This is just a quick post about some instructive cruciferous vegetable (family Brassicaceae) anatomy and within-species diversity apparent in my garden at the moment.
Red Russian kale, rutabagas, and canola oil are all different varieties of Brassica napus. Red Russian kale and rutabagas are in my garden now, and the amplification of leaves and roots, respectively, through domestication is evident.
Red Russian kale (Brassica napus)
The rutabaga leaves are large, lobed, and somewhat grayish, like the Russian kale, but they are tougher and not as numerous as on the kale.
rutabaga plant (Brassica napus; Brassicaceae)
You’ll just have to take my word for it that there is no giant rutabaga-like root (technically a swollen hypocotyl, the fused lower stem and taproot, like a turnip, radish, or maca) straining the soil surface on the kale plant.
Anatomical differences amplified through domestication on otherwise vaguely similar-looking cruciferous vegetable plants is also visible on Brussels sprouts and collard greens, two different varieties of Brassica oleracea. A farmer or gardener familiar with the gestalt of the plants will easily identify a Brussels sprouts plant from afar as distinct from a collard greens plant, although the large plant and leaf size are similar.
Brussels sprouts plant (Brassica oleracea)
collard greens plant (Brassica oleracea)
Up close, though, you’ll see that the larger, more tender collard greens leaves have only a very tiny bud in their leaf axils (where the leaf joins with the stem).
Giant collard green leaves subtend very tiny axillary buds.
The developing Brussels sprouts, though, are not nearly done growing and are already much larger than the axillary buds in any other variety of B. oleracea.
Young Brussels sprouts are really just giant axillary buds developing on the stalk.
While red Russian kale is Brassica napus, most of all the other kales are leafy varieties of Brassica oleracea, along with collard greens, Brussels sprouts, cabbage (which is the enlarged terminal bud, similar to the axillary bud), kohlrabi, broccoli, and cauliflower (read about this diversity and more about the anatomy involved in our essay The extraordinary diversity of Brassica oleracea). Last year we let one of the B. oleracea kales, a curly green winterbor variety, overwinter. Many of these brassicas retain the biennial life cylce of their weedy Mediterranean ancestor (read about it in our essay Caterpillars on my crucifers: friends or foes?), so overwintering is something for which a kale plant can prepare itself. The term biennial means that the plant’s life cycle requires two years to complete. In the first year the plant produces a profusion of leaves (the “rosette”). In the second year the plant flowers, sets seed, and dies. The leaves from the first year die over the winter. It is the job of those axillary buds to survive the winter as tightly wrapped bundles of overlapping leaves that will be familiar to Brussels sprouts fans. In the spring those leaves in the axillary buds unfurl and grow as the tiny stem that supports them elongates. This unfurling of leaves from otherwise small axillary buds was apparent this spring in our overwintering kale.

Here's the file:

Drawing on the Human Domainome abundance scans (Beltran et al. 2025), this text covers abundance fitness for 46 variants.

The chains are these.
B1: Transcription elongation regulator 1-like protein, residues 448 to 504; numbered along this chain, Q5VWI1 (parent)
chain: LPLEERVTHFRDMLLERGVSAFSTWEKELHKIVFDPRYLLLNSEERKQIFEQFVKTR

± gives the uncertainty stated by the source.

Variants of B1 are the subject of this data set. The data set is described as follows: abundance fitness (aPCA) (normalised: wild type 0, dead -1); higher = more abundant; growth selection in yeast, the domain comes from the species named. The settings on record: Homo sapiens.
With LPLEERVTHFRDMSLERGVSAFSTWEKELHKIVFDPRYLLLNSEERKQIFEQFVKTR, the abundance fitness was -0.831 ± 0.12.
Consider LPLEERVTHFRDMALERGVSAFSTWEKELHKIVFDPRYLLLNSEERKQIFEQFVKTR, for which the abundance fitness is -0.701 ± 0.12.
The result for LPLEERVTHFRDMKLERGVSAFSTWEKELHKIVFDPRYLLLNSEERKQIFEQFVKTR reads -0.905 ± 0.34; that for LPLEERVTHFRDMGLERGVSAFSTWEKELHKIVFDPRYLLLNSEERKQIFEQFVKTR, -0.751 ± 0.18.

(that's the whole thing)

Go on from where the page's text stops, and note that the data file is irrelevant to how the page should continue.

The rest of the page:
This winterbor kale stem overwintered. Above each leaf scar (from last year) new leaves are expanding on a new lateral stem from the axillary buds.
If you’d like to read even more about cruciferous vegetables in the mustard family (Brassicaceae), we have a few other longer essays that fill in some of this back story:
Thanksgiving turnips and the diversity of the genus Brassica
The most political vegetables: a whirlwind tour of the edible crucifersGreens: why we eat the leaves we do
Maca: A Valentine’s Day call for comparative biology